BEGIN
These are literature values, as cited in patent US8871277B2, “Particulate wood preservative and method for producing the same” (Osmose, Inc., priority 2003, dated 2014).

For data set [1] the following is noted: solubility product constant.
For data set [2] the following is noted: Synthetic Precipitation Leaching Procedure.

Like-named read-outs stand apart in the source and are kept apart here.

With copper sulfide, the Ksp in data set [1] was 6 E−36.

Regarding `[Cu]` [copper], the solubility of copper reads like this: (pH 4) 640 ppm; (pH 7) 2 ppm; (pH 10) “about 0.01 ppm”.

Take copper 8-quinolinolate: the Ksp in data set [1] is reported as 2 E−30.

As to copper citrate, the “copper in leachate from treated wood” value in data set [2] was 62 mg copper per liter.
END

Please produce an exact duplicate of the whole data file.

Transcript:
These are literature values, as cited in patent US8871277B2, “Particulate wood preservative and method for producing the same” (Osmose, Inc., priority 2003, dated 2014).

For data set [1] the following is noted: solubility product constant.
For data set [2] the following is noted: Synthetic Precipitation Leaching Procedure.

Like-named read-outs stand apart in the source and are kept apart here.

With copper sulfide, the Ksp in data set [1] was 6 E−36.

Regarding `[Cu]` [copper], the solubility of copper reads like this: (pH 4) 640 ppm; (pH 7) 2 ppm; (pH 10) “about 0.01 ppm”.

Take copper 8-quinolinolate: the Ksp in data set [1] is reported as 2 E−30.

As to copper citrate, the “copper in leachate from treated wood” value in data set [2] was 62 mg copper per liter.